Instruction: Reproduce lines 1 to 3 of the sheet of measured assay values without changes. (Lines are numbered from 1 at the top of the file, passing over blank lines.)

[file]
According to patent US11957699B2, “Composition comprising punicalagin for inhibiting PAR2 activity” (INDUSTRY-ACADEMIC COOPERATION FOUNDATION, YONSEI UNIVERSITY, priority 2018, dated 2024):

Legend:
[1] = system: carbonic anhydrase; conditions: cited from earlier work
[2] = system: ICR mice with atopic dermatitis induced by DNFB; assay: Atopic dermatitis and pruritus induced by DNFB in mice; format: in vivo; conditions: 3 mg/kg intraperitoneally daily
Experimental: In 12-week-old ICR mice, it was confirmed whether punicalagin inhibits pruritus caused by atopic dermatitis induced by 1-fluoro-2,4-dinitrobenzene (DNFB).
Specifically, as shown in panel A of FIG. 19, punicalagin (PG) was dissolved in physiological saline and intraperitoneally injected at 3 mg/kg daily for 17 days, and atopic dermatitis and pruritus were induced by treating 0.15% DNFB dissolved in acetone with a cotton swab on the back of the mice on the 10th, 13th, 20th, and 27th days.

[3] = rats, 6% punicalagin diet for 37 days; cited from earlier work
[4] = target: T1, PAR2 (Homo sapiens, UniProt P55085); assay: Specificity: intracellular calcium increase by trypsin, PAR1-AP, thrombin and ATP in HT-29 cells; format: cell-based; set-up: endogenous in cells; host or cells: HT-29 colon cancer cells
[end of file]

According to patent US11957699B2, “Composition comprising punicalagin for inhibiting PAR2 activity” (INDUSTRY-ACADEMIC COOPERATION FOUNDATION, YONSEI UNIVERSITY, priority 2018, dated 2024):

Legend:
[1] = system: carbonic anhydrase; conditions: cited from earlier work